NEW YORK (TheStreet) -- Mortgage rates have stayed low far longer than most experts had expected, and could just stay this way for, well, some time. Does it make sense, then, for homeowners to make extra principal payments? And if it does, what's the smartest strategy?
A prepayment is a payment above what's required for a given month. It reduces the principal, or loan balance. Owing less, the homeowner is then charged less for interest. That means more of each future payment goes to principal rather than interest, reducing the balance even further for a snowballing effect. Over time, this can reduce interest charges substantially, and by reducing the debt faster it speeds the building of equity, the difference between the home's value and the loan balance.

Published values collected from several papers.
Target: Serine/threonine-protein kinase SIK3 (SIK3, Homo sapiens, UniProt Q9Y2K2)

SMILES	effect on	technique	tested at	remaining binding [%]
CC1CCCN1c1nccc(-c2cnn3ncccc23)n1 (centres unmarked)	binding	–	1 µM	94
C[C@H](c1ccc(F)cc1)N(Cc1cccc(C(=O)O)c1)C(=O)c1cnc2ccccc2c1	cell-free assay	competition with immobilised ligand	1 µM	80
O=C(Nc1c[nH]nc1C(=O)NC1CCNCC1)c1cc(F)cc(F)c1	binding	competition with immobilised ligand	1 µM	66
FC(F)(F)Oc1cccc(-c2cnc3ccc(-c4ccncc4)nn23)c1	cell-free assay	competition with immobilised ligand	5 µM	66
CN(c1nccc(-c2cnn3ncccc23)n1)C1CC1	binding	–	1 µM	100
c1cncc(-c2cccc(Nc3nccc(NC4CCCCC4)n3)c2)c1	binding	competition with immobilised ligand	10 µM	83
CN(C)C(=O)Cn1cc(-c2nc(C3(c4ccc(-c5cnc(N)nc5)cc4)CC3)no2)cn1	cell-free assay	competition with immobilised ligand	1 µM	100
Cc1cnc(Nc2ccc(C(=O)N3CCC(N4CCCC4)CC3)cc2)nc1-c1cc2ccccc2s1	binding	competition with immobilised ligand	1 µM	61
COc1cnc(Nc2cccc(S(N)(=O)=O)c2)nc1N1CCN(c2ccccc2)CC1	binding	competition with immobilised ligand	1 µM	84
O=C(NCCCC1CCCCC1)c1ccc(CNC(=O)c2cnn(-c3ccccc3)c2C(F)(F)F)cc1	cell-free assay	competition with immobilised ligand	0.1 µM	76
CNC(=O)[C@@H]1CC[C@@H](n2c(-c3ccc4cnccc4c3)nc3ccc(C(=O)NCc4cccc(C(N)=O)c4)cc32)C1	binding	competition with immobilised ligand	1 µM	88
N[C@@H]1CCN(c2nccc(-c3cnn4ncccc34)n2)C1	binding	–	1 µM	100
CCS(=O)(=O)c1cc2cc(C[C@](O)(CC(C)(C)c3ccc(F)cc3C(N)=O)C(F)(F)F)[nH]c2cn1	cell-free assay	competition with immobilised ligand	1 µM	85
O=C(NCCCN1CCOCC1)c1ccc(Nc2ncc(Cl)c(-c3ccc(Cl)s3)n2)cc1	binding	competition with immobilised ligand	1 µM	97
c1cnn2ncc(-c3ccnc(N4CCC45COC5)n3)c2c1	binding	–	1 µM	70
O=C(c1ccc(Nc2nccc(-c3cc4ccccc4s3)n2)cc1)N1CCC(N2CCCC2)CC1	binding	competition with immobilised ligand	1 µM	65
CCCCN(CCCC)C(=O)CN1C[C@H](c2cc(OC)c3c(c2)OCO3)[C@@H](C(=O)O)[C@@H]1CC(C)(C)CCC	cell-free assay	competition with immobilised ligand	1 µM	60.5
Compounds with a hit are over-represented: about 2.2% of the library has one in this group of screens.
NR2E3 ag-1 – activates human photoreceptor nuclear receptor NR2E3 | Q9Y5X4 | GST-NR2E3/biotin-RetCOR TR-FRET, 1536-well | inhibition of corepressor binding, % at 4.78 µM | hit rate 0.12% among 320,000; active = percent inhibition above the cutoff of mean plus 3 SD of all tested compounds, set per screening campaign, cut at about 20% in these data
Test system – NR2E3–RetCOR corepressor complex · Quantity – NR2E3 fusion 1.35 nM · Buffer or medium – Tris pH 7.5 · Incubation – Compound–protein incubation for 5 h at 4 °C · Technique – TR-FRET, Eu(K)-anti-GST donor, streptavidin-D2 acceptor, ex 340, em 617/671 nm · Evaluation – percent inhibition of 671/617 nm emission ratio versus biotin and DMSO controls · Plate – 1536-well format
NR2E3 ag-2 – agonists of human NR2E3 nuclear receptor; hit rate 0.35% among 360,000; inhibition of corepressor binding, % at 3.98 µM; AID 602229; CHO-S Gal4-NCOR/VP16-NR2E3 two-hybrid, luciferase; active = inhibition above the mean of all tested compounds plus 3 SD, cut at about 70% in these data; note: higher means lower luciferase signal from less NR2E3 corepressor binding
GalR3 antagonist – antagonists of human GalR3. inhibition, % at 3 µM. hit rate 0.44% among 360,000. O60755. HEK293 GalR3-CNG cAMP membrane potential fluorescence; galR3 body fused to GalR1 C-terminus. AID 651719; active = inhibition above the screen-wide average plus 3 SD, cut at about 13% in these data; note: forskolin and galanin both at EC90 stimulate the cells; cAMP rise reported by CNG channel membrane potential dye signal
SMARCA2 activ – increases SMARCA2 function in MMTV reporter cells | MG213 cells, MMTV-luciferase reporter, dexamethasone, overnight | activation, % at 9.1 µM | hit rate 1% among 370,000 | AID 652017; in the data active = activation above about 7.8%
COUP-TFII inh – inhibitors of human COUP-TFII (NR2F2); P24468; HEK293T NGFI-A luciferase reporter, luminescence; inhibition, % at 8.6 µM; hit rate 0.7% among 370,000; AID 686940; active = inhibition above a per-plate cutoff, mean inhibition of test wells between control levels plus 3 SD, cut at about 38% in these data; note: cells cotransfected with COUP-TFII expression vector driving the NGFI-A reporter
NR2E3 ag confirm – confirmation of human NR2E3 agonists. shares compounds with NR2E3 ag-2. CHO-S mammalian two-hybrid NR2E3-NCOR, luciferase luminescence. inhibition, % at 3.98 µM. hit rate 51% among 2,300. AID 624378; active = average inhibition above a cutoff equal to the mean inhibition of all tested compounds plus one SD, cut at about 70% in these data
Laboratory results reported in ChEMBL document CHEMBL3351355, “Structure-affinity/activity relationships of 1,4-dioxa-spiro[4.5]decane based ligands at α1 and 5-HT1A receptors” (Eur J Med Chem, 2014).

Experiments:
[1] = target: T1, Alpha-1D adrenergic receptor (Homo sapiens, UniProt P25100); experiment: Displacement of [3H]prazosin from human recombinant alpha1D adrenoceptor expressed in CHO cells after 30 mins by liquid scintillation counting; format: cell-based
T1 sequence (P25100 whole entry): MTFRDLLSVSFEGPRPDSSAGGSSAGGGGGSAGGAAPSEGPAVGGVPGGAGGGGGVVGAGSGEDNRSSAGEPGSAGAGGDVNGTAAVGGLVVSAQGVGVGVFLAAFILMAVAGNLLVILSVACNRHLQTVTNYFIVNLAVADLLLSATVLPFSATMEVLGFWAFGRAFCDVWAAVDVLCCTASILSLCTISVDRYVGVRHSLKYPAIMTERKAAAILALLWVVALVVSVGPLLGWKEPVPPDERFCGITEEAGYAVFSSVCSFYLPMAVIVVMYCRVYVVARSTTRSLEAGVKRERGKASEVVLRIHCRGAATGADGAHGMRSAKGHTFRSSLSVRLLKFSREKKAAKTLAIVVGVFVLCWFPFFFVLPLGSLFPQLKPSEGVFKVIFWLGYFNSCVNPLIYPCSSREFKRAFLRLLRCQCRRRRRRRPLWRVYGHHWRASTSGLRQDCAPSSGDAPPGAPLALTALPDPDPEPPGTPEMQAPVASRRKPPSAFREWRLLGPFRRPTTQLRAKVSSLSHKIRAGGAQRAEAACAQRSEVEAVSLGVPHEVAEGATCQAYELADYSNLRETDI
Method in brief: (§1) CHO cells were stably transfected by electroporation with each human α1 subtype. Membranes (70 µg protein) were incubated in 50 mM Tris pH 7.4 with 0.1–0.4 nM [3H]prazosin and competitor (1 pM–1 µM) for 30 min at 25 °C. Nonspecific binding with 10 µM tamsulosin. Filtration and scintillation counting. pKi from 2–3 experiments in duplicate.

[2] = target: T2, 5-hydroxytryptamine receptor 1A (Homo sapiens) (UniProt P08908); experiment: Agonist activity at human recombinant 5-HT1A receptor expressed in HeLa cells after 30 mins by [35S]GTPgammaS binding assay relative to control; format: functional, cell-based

So every prepayment, whether a large lump sum or a small amount kicked in every month, is a kind of investment. The return is equal to the loan rate. If you pay 4.5%, each $100 in prepayment saves you $4.50 a year in interest, just like earning 4.5% in a savings account.
You could save nearly $21,000 in interest by paying an extra $100 a month on a 4.5% mortgage, assuming a $200,000 balance and 25 years to go.
It's easy to see that this investment is more profitable when loan rates are high -- 7% or 8% rather than 3% or 4% -- but prepayments can still pay off under today's relatively low rates. Whether a prepayment makes sense depends on what you could earn in another investment. Stocks, of course, can pay much more in the good years, but come with lots of risk. So prepayments are typically compared with other investments, such as bank savings or short-term bonds, that that have guaranteed yields and little risk. With the average five-year certificate of deposit yielding only about 0.75%, a prepayment earning 4.5% looks pretty generous.